Lackawanna’s embattled public works commissioner has submitted a letter of resignation to Mayor Geoffrey M. Szymanski, but the mayor said on Monday that he hasn’t accepted the resignation.
Thomas N. Love, working since August on a salary of $10,000 per year after the City Council reduced his pay, wrote a letter last week telling Szymanski his resignation was effective on Friday.
“He doesn’t feel like he is being treated fairly by the Council,” said Szymanski.
Love’s status as head of the Public Works Department has been a source of contention between the mayor and the Council for months.
The Council, which controls city spending, voted in May over Szymanski’s objections to slash Love’s salary from $30,000 per year to $10,000. The move was widely viewed as an effort by the Council to force out Love after 38 years as a city employee.
Several Council members expressed irritation at Love’s absences at meetings and the lack of a succession plan for the Public Works Department.
Council President Henry R. Pirowski Jr. said on Monday that Love earlier in the year expressed his desire to retire.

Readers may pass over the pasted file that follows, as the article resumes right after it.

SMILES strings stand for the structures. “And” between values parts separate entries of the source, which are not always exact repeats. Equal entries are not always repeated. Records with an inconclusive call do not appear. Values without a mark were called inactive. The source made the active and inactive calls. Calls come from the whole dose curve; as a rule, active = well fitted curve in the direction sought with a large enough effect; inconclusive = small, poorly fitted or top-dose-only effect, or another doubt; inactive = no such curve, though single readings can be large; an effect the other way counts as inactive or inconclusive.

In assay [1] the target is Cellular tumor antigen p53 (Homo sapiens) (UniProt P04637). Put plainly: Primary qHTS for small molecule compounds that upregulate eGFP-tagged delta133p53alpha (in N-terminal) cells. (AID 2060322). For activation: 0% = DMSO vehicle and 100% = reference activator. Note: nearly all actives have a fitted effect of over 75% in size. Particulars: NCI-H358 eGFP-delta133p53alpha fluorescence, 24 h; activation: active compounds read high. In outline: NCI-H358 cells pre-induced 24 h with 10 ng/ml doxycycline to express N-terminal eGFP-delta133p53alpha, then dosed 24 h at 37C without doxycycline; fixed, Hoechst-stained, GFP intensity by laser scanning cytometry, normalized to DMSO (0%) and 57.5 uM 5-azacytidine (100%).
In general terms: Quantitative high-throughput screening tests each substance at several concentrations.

The Council had been seeking a definitive date so the city can prepare for his departure, he said.
“If Mr. Love turned in his resignation, it’s not something the Council wanted, and it’s not something the Council demanded,” Pirowski said.
Pirowski was made aware of the resignation late Monday afternoon in a text message from the mayor, he said, and now the Council is stuck not knowing who will succeed Love heading into the winter snowplowing season.
Love, 59, could not be reached to comment.
Szymanski said he was still exploring a legal challenge of the Council’s pay cut.
“They’re setting an unreasonable rate for someone working full time,” said Szymanski.
Prior to the pay cut, Love was receiving $30,000 per year – the maximum allowable under state pension laws.
He also made $84,389 in state pension in 2012 from his work as public works employee, his term in the mid-1990s as 3rd Ward councilman, and his many years as a corrections officer with the state Department of Corrections.
Pirowski said the mayor has no grounds for a legal challenge of the Council’s final budget.